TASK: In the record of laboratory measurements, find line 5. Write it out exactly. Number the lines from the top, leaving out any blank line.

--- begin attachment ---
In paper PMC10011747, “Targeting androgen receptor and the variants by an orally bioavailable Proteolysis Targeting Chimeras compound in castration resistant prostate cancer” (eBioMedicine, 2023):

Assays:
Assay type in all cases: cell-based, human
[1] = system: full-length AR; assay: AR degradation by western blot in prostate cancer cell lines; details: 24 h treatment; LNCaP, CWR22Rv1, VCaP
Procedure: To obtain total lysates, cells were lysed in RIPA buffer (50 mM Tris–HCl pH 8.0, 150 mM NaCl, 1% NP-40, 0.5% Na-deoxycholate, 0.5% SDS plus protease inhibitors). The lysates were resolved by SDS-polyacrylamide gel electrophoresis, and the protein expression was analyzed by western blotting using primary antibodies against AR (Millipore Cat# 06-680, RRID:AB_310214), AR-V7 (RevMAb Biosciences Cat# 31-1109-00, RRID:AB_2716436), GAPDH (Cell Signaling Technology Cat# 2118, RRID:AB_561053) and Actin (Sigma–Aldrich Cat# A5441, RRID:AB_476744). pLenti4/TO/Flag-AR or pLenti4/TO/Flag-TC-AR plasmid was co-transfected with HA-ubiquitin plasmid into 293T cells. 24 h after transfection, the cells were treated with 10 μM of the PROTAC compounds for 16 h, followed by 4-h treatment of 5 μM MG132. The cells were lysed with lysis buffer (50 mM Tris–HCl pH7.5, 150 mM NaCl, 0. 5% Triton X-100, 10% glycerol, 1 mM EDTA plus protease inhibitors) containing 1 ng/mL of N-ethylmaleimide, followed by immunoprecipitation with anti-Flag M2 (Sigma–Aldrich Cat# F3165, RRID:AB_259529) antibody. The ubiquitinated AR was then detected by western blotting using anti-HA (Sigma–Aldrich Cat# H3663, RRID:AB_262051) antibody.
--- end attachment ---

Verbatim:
Procedure: To obtain total lysates, cells were lysed in RIPA buffer (50 mM Tris–HCl pH 8.0, 150 mM NaCl, 1% NP-40, 0.5% Na-deoxycholate, 0.5% SDS plus protease inhibitors). The lysates were resolved by SDS-polyacrylamide gel electrophoresis, and the protein expression was analyzed by western blotting using primary antibodies against AR (Millipore Cat# 06-680, RRID:AB_310214), AR-V7 (RevMAb Biosciences Cat# 31-1109-00, RRID:AB_2716436), GAPDH (Cell Signaling Technology Cat# 2118, RRID:AB_561053) and Actin (Sigma–Aldrich Cat# A5441, RRID:AB_476744). pLenti4/TO/Flag-AR or pLenti4/TO/Flag-TC-AR plasmid was co-transfected with HA-ubiquitin plasmid into 293T cells. 24 h after transfection, the cells were treated with 10 μM of the PROTAC compounds for 16 h, followed by 4-h treatment of 5 μM MG132. The cells were lysed with lysis buffer (50 mM Tris–HCl pH7.5, 150 mM NaCl, 0. 5% Triton X-100, 10% glycerol, 1 mM EDTA plus protease inhibitors) containing 1 ng/mL of N-ethylmaleimide, followed by immunoprecipitation with anti-Flag M2 (Sigma–Aldrich Cat# F3165, RRID:AB_259529) antibody. The ubiquitinated AR was then detected by western blotting using anti-HA (Sigma–Aldrich Cat# H3663, RRID:AB_262051) antibody.